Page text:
High Level Political Forum: Education is everyone’s responsibility


The voices of governments, donors, international organizations, youth and teachers struck a common chord in calling for stepped up action to achieve relevant, equitable and inclusive quality education, at an event organized by UNESCO, the Group of Friends for Education and Lifelong Learning and the SDG-Education 2030 Steering Committee on 15 July 2019 during the High Level Political Forum at UN Headquarters in New York.

“Education is a fundamental right and the supporting structure for the entire 2030 Agenda,” said UNESCO Director-General Audrey Azoulay, opening the event.  “It is urgent that we act together and step up efforts to invest more in education. Governments hold the primary responsibility but civil society, multilateral and international actors must join their efforts to achieve this common goal,” she said, asserting that UNESCO will continue to make education a top priority and to fulfill its global coordination and monitoring role.

Government representatives gave examples of how Sustainable Development Goal 4 on education is influencing national policy, demonstrating its relevance to all contexts.  The Minister of Research and Higher Education of Norway, Ms Iselin Nybo, highlighted measures to reduce drop out in upper secondary, make lifelong learning more accessible, and integrate sustainable development across all school subjects and in university programmes. To achieve the SDGs and build better societies, she called for the “democratization of knowledge” to ensure that the fruits of research are widely shared.

Likewise, Argentina has placed priority on ‘leaving no one behind” through affirmative actions at all levels, from investment in early childhood education and schools with lower results to innovations in teaching and more flexible pathways to the world of work, explained Oscar Ghillione, the country’s deputy Minister of Education. Having hosted the first G20 conference of education ministers in 2018, Argentina is also striving to “place education at the heart of the global debate,” he said.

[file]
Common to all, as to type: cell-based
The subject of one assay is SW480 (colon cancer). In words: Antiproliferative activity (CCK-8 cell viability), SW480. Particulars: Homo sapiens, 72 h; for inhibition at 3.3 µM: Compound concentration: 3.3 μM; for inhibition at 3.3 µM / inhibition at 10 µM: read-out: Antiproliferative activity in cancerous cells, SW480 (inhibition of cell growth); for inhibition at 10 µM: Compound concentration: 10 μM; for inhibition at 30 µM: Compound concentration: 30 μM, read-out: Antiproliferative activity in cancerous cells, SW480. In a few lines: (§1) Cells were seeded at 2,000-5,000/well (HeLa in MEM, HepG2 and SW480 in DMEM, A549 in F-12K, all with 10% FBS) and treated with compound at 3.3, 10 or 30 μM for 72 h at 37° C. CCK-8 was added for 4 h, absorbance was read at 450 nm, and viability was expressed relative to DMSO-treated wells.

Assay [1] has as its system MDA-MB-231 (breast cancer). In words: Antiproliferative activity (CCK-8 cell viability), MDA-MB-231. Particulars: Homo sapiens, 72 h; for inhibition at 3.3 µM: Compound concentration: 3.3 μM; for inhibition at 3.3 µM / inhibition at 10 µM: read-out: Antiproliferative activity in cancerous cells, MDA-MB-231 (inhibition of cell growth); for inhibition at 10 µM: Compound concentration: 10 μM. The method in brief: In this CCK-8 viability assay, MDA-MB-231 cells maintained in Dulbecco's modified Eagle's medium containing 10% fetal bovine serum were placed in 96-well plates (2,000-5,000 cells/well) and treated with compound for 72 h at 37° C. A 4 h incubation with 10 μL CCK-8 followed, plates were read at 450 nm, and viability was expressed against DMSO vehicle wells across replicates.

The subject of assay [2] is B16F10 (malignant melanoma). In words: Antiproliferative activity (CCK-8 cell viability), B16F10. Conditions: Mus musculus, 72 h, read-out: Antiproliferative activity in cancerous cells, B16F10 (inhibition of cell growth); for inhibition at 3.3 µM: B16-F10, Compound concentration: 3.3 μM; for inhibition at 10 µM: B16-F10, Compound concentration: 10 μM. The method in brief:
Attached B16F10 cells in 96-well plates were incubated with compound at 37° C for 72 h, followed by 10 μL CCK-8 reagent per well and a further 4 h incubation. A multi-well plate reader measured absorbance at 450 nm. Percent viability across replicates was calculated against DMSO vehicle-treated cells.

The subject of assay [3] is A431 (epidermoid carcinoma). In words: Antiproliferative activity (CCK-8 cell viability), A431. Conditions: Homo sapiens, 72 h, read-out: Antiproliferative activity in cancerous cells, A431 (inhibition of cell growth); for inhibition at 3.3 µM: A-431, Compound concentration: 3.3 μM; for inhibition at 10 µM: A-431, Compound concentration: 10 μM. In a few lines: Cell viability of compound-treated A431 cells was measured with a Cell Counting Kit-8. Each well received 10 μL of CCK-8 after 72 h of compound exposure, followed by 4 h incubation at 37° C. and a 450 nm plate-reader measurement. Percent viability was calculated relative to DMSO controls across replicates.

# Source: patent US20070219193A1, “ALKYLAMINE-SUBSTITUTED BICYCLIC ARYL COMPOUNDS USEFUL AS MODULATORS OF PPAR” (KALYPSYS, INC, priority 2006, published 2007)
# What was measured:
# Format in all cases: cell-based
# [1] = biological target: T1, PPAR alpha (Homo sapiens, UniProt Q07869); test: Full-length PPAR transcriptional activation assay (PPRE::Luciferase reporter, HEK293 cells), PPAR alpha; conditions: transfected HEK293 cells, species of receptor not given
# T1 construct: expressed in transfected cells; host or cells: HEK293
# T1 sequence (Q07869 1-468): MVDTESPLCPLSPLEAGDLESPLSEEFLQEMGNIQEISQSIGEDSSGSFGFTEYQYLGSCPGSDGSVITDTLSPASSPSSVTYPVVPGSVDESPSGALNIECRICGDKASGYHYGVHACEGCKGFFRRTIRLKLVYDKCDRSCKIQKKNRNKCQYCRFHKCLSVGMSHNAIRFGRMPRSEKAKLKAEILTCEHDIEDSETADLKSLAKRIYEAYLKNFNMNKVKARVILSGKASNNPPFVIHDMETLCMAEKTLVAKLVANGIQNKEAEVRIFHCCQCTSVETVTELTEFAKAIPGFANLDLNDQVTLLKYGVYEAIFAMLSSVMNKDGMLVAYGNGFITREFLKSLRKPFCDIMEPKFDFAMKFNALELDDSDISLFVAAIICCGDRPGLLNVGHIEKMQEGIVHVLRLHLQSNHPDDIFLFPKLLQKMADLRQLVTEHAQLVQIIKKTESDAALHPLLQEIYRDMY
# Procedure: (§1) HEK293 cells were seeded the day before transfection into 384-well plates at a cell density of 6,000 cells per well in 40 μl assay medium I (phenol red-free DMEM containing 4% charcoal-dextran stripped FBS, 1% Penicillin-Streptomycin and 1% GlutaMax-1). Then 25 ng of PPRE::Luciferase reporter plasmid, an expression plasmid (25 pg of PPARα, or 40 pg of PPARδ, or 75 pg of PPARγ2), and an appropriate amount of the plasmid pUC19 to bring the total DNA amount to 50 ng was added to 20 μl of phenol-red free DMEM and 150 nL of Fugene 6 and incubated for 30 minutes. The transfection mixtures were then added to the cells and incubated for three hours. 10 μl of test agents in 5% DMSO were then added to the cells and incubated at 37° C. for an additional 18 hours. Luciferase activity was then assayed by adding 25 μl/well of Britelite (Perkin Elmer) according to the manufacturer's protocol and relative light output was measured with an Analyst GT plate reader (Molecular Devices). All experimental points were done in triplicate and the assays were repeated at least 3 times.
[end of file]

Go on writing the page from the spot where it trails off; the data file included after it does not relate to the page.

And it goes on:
This holds urgency in light of the “simmering education crisis.” To address it, Jaime Saavedra, head of Education Global Practice at the World Bank, called for a “completely different level of political commitment,” warning that “many kids are in learning poverty” as proven by assessments showing that over half cannot understand a simple story. “This is morally unacceptable,” he said.

To accelerate progress, Stefano Manservisi, the European Commission’s Director-General for International Cooperation and Development stressed the need to  “articulate the global and local level in more effective ways and to avoid harmful competition.”  Global action can help to mobilize and sustain national commitment, while impact has to be measured at local level, making support to public policy and plans a starting point for progress.

Professor Kaz Yoshida, co-chair of the SDG-Education 2030 Steering Committee, urged countries to pay more attention to the nature of interlinkages with other goals in order to accelerate progress. “We need to go beyond the education sector to reinforce dialogue with other sectors and stakeholders,” he said.  

This is all the more true in highly disadvantaged contexts. Maggie MacDonnell, laureate of the Varkey Foundation’s Global Teacher Prize for her work in indigenous villages of the Canadian Arctic, gave a sense of what it means to teach in communities that have been structurally oppressed for generations, struggling with poverty, insecurity and high levels of suicide. “How do you build self confidence? You have to teach to their heads, to their bodies and to their hands to pass on skills, but most importantly to teach to their hearts, to inspire hope, to help them to dream again and become a generation of change makers.”

Training teachers is a top priority to achieve SDG4, stated Robert Napier, President of the European Students’ Union. If leaving no one behind requires inclusive policies, he warned that “the biggest threat to education is privatization and commercialization. Market needs are driving education rather than education being based on the skills needed to promote sustainable development.”  He stressed the social dimension of higher education, urging for more political focus on equity, inclusion and lifelong learning.

Moderating the event, UNESCO Assistant Director-General for Education Stefania Giannini wrapped up the event by stressing urgency, accountability, solidarity and political engagement to accelerate global action for education.